The American Society of Cinematographers

Loyalty • Progress • Artistry

American Society of Cinematographers to Honor Dante Spinotti with Lifetime Achievement Award;

William Wages, Francis Kenny and Fred Godfrey Also To Receive Tributes


November 8, 2011
Dante Spinotti, ASC, AIC, William Wages, ASC, Francis Kenny, ASC, and Fred Godfrey will be honored by their peers during the 26th American Society of Cinematographers (ASC) Outstanding Achievement Awards celebration here on February 12 at the Hollywood & Highland Grand Ballroom. Spinotti will receive the 2012 ASC Lifetime Achievement Award, with additional ASC honors going to Wages for the Career Achievement in Television Award, Kenny with the Presidents Award, and Godfrey with the ASC Bud Stone Award of Distinction.

Spinotti’s U.S. career began in 1986 with his breakthrough visuals on Manhunter with director Michael Mann, and continues today with his current release, Tower Heist with Brett Ratner. He has compiled more than 60 venerable credits to date, collaborating with such ground-breaking directors as Bruce Beresford, Garry Marshall, and Michael Apted. His work with Curtis Hanson on L.A. Confidential in 1997 led to his first Oscar nomination, followed by a second nomination for The Insider in 2000, on which he re-teamed with Mann. Both films also earned Spinotti ASC Award nominations, with an additional nod from ASC for The Last of the Mohicans. His body of work includes such memorable films as Crimes of the Heart, Beaches, Frankie and Johnny, Heat, Wonder Boys, Red Dragon, Pinocchio, X-Men: The Last Stand, Public Enemies, The Chronicles of Narnia: The Voyage of the Dawn Treader, The Berlin Affair, Fotografando Patrizia, Il segreto del bosco vecchio, The Legend of the Holy Drinker, and The Star Maker.

“What Dante Spinotti brings to every movie he photographs is youthful exuberance mixed with the wisdom of experience,” says ASC President Michael Goi. “His visual style is infused with the kind of playful experimentation and consummate craft that results in iconic imagery. He is a model for why great cinematographers are truly timeless."

Wages has been nominated for two Emmy Awards and eight ASC Awards, winning twice. One of his first major narrative credits was Resting Place, the first of many Hallmark Hall of Fame productions Wages would photograph. In 1988, Gore Vidal’s Lincoln was nominated for an ASC Award, with additional nods for Caroline?, Voices Within: The Lives of Truddi Chase, I’ll Fly Away (pilot), The Moving of Sophia Myles, and Miss Lettie and Me. Wages won consecutive ASC Awards in 1997 and 1998 for Riders of the Purple Sage and Buffalo Soldiers. The latter also earned an Emmy nomination, as did Into the West, in 2006. Wages became a member of the ASC in 1992, and counts more than 50 narrative television projects, commercials and documentaries among his credits.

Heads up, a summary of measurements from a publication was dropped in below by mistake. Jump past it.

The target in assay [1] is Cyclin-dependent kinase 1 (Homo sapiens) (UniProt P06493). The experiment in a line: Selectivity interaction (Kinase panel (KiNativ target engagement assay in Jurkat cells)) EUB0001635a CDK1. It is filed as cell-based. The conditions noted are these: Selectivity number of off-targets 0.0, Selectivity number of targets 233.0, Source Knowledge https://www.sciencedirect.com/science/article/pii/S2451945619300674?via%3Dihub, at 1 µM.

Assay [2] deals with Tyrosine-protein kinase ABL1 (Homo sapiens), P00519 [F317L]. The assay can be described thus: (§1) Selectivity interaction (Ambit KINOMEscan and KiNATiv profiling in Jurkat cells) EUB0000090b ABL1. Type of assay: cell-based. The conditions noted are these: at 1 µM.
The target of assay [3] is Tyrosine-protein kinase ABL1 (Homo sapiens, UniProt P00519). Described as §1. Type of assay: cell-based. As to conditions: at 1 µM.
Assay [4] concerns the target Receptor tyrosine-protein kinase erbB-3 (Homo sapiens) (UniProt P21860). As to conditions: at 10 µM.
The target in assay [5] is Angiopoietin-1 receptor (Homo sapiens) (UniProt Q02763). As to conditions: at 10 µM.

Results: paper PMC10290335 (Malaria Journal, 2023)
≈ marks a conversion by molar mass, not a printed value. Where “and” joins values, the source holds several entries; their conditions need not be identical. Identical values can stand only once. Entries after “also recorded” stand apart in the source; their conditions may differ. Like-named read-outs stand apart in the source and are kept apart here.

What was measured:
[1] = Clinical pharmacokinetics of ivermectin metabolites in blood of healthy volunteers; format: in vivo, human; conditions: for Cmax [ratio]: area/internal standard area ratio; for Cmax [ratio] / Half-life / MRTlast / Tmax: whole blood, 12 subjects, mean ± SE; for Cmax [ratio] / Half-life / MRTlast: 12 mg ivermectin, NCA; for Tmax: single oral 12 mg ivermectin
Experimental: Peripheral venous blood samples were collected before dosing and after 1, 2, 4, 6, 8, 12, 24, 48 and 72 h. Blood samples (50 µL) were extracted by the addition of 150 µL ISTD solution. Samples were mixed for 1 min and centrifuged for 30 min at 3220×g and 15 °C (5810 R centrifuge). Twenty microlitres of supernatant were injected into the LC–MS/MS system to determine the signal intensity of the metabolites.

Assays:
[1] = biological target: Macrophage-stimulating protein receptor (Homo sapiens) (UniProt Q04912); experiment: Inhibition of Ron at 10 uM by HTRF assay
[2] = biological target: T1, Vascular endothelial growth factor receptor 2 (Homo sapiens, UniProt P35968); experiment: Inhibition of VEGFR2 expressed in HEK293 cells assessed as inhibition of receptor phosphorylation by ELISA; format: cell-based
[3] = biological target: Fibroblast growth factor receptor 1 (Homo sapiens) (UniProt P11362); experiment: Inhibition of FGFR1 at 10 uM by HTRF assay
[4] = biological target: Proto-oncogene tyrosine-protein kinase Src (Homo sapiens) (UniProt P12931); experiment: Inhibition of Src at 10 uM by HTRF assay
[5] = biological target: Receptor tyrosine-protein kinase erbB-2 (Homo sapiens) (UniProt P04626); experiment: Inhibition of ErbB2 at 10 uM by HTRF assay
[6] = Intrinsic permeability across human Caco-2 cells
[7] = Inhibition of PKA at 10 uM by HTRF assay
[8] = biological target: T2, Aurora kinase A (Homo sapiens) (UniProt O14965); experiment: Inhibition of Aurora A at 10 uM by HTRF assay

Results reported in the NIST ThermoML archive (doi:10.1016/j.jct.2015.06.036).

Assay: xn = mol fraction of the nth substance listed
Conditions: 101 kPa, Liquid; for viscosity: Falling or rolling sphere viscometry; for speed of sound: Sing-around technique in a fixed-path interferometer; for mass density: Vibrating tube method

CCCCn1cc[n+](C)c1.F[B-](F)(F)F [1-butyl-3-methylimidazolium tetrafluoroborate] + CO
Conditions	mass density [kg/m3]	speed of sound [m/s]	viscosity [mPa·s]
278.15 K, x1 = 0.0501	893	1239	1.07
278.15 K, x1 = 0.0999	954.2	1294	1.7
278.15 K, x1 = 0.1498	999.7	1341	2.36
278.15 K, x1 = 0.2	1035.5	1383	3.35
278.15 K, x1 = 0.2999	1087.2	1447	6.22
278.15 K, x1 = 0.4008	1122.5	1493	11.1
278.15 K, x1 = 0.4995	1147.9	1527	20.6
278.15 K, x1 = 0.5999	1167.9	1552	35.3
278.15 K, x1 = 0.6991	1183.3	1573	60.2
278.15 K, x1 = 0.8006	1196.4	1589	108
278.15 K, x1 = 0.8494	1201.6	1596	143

Kenny began his career as a documentary filmmaker. His 50 credits as a cinematographer include the feature films Heathers, New Jack City, She’s All That, and Jason's Lyric. His documentary credits include films shot throughout the world ranging from Afghanistan to the North Sea. Kenny is currently the director of photography on the FX television series Justified. He became a member of the ASC in 1998. He has been the ASC Membership Chairman for the past 10 years, and is also serving his second term on the ASC Board of Directors.  

"Bill and Francis are fabulously talented cinematographers who also happen to be terrific human beings,” says ASC Awards Committee Chairman Richard Crudo. “Their work in features and television speaks for itself but perhaps more importantly, they're treasured members of our organization."

Godfrey is the first recipient of the ASC Bud Stone Award of Distinction, which will be presented to individuals who have made significant contributions to advancing the art of filmmaking. Burton “Bud” Stone was president of Deluxe laboratories in Hollywood from 1976 until 1994. He was a founding member of the ASC Outstanding Achievement Awards and served as chairman for 17 years.

Godfrey’s career in the film industry began in a Hollywood warehouse, where Kodak motion picture film was stored. Within a few years that led to an opportunity for Godfrey to become a customer service representative at the Kodak motion picture office in Hollywood. He served as a liaison between cinematographers and the film manufacturer until he retired in 1986. He is an associate member of ASC, and was also on the committee that planned the first and subsequent ASC Outstanding Achievement Awards.



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